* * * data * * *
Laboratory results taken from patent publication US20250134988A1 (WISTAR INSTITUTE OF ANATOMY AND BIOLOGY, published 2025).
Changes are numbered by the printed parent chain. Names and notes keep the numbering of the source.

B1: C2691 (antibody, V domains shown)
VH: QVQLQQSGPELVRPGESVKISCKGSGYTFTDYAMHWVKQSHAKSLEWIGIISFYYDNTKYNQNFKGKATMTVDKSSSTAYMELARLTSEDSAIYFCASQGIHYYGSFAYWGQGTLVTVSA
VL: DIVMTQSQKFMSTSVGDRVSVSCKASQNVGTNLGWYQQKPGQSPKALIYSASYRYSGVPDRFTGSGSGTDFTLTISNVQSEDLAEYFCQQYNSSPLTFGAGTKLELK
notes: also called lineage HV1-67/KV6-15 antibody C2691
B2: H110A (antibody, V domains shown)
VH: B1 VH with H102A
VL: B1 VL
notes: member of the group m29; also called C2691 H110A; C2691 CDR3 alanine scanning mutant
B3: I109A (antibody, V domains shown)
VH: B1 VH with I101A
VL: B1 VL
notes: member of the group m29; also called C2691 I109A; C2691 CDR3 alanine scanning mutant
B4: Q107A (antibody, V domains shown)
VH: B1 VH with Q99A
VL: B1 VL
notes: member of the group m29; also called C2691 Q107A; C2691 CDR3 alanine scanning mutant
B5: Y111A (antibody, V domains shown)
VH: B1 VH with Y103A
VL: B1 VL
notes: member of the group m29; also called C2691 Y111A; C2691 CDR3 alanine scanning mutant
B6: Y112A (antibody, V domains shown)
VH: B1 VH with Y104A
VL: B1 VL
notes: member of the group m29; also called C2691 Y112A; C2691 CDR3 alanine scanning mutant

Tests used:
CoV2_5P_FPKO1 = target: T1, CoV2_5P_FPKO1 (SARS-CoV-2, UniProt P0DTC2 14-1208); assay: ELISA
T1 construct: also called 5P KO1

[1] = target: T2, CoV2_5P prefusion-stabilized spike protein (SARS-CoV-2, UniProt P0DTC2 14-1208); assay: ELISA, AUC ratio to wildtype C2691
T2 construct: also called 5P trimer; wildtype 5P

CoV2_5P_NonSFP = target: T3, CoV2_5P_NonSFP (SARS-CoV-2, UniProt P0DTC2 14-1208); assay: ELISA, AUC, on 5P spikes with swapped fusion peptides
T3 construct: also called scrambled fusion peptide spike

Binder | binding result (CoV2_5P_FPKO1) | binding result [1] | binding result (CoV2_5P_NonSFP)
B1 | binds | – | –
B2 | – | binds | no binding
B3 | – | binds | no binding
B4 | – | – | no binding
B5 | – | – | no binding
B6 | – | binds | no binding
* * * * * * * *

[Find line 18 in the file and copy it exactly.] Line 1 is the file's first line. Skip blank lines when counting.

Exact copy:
notes: member of the group m29; also called C2691 Q107A; C2691 CDR3 alanine scanning mutant